Natural gas prices have jumped this week in Europe on worries about supplies stemming from the conflicts in Israel and Ukraine.
Prices for benchmark European gas contracts are up more than 20 percent since the end of last week. The latest source of concern came after Finland on Tuesday said a pipeline linking the country to Estonia had been damaged, possibly by sabotage. It added to unease in markets the day after the Israeli government ordered Chevron to shut down Tamar, one of the two large gas production platforms the U.S. energy giant operates off Israel’s coast. Israel indirectly exports the gas to Europe via Egypt.
Gas storage facilities in Europe are nearly filled to capacity, easing fears about immediate shortages, and prices remain far cheaper than they were a year ago after Russia shut down most pipeline shipments to Europe. But the incidents highlighted that the continent, which has largely disconnected from Russian gas supplies, remains heavily dependent on imported fuel and could see higher prices persist in the event of a colder-than-average winter or other unexpected disruptions.
On Tuesday the Finnish government raised fears that sabotage may have been involved in a leak detected along an offshore gas pipeline linking Finland and Estonia. Gasgrid, the Finnish transmission operator, on Sunday shut down the line known as Balticconnector after detecting the leak.
In its statement, the Finnish government said the leak was “not caused by the normal gas transmission process.” The government estimated repairs would require several months. Damage was also detected on a telecommunications link between the two countries.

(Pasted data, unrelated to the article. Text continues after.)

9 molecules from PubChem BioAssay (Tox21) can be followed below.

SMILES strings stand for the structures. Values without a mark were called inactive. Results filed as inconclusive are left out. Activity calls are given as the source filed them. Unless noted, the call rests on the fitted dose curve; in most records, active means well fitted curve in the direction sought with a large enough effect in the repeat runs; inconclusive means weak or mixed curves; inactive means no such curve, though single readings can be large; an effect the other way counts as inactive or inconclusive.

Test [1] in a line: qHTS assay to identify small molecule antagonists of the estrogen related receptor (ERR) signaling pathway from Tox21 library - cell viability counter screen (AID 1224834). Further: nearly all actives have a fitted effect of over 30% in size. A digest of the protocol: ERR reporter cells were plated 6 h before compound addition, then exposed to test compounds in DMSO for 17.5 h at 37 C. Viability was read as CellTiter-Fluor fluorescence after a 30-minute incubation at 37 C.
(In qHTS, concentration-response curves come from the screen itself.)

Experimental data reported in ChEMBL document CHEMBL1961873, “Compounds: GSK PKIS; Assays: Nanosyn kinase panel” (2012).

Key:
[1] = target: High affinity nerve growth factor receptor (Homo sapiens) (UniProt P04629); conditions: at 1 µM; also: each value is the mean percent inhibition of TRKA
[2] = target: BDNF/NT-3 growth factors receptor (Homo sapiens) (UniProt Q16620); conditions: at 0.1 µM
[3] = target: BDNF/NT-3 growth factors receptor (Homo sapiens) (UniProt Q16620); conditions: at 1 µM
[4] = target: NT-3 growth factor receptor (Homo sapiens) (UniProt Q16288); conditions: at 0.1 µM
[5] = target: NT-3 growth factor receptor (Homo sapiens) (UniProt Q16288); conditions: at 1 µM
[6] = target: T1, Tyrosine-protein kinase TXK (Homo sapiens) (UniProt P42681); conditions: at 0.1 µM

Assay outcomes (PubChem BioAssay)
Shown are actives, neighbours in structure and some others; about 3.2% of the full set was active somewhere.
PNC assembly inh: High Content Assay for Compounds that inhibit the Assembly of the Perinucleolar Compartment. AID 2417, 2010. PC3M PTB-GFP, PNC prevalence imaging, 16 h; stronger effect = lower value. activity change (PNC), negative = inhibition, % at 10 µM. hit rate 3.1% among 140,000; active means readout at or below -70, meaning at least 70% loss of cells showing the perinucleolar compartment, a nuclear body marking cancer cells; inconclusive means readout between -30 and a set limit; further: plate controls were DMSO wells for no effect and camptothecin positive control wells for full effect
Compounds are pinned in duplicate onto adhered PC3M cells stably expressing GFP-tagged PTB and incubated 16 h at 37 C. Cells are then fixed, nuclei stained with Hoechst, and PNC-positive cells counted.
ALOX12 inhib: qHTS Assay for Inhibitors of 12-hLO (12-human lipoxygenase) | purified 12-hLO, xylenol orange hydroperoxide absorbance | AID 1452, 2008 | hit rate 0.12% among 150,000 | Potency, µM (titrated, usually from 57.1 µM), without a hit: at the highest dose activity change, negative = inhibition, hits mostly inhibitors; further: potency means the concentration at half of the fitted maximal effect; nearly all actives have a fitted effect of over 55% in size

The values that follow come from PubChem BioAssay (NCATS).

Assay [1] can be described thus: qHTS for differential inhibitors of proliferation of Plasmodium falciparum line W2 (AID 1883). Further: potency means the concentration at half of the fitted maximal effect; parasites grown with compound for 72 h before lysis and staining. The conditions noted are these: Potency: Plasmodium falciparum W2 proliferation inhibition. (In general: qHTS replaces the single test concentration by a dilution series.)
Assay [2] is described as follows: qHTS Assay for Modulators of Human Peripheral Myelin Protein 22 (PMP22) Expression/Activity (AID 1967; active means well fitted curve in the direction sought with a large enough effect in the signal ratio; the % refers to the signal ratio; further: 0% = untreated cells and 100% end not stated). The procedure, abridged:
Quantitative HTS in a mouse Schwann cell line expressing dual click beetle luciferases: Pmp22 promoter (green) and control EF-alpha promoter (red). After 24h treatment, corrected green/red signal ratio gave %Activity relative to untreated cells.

The damage to the pipeline recalled the destruction a year ago of the Nord Stream pipelines linking Russia to Germany, though Balticconnector is a smaller and less strategically important piece of infrastructure. In March, The Times reported that U.S. officials said that intelligence suggested a pro-Ukrainian group was behind the attack on Nord Stream.
Finland recently joined NATO, and intentional damage to critical infrastructure like a natural gas pipeline in Finnish waters would be a matter of concern to the alliance. “If it’s proven to be a deliberate act on NATO critical infrastructure, then this will be of course serious, but it will also be met with a united and determined response from NATO,” Jens Stoltenberg, the NATO secretary general, said at a news conference on Wednesday.
The Finnish government says that its gas supplies were stable and that it could secure what it needed for the winter through a temporary liquefied natural gas terminal. Estonia could obtain gas from Latvia.
Still, “the loss of the Balticconnector leaves both countries exposed to winter shortages, should there be incidents” on other import routes, said Henning Gloystein, a director at Eurasia Group, a political risk firm.
At the same time, the halting of gas supplies from Tamar, the Israeli offshore field, raises questions about how much gas Egypt will have available to export in the form of liquefied natural gas to Europe and elsewhere. Chevron and Israel’s government are likely to prioritize Israeli domestic customers, potentially limiting how much gas is available for Egypt to export. Egypt also may choose to prioritize domestic customers over exports.
Johanna Lemola contributed reporting.